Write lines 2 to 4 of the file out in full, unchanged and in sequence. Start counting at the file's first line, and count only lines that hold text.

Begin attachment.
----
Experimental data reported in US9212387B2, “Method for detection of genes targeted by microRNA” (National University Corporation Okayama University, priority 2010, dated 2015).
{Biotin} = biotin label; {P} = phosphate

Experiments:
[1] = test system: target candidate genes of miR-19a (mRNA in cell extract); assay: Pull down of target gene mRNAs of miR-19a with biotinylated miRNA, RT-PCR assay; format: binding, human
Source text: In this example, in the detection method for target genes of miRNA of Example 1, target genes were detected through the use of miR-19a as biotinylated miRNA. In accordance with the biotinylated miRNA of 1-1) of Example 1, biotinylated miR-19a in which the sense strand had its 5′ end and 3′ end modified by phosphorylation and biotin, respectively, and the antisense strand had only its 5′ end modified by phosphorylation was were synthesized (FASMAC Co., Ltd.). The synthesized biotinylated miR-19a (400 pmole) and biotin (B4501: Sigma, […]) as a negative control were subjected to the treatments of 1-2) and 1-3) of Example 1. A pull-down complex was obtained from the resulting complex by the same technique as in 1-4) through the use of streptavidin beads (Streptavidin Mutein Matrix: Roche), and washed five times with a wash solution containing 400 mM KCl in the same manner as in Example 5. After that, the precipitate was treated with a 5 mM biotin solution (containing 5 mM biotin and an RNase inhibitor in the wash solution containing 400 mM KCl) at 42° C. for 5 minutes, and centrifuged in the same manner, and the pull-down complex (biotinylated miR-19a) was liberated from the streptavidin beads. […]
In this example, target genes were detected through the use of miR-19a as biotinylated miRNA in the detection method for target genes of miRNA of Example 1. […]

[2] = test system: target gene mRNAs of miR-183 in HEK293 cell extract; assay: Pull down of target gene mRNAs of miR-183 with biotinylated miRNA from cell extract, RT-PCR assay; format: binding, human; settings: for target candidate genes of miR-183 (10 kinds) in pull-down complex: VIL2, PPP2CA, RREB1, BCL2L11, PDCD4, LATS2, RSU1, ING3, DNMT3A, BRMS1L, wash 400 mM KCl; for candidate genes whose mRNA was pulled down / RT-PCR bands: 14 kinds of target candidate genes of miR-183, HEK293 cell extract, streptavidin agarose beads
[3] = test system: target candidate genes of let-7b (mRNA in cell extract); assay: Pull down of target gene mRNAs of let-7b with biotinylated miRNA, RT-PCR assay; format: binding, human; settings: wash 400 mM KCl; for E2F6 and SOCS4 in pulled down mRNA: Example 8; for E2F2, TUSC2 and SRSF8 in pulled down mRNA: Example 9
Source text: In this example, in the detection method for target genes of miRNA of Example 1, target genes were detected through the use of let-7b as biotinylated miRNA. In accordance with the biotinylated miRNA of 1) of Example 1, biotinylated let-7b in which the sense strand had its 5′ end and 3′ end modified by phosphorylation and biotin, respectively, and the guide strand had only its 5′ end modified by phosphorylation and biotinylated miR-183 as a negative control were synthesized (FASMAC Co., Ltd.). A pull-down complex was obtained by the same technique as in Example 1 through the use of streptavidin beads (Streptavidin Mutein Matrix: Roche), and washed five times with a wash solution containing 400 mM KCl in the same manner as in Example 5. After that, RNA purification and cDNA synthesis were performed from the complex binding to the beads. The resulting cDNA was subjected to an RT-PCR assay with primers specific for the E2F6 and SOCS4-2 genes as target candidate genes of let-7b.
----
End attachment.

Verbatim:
{Biotin} = biotin label; {P} = phosphate

Experiments:
[1] = test system: target candidate genes of miR-19a (mRNA in cell extract); assay: Pull down of target gene mRNAs of miR-19a with biotinylated miRNA, RT-PCR assay; format: binding, human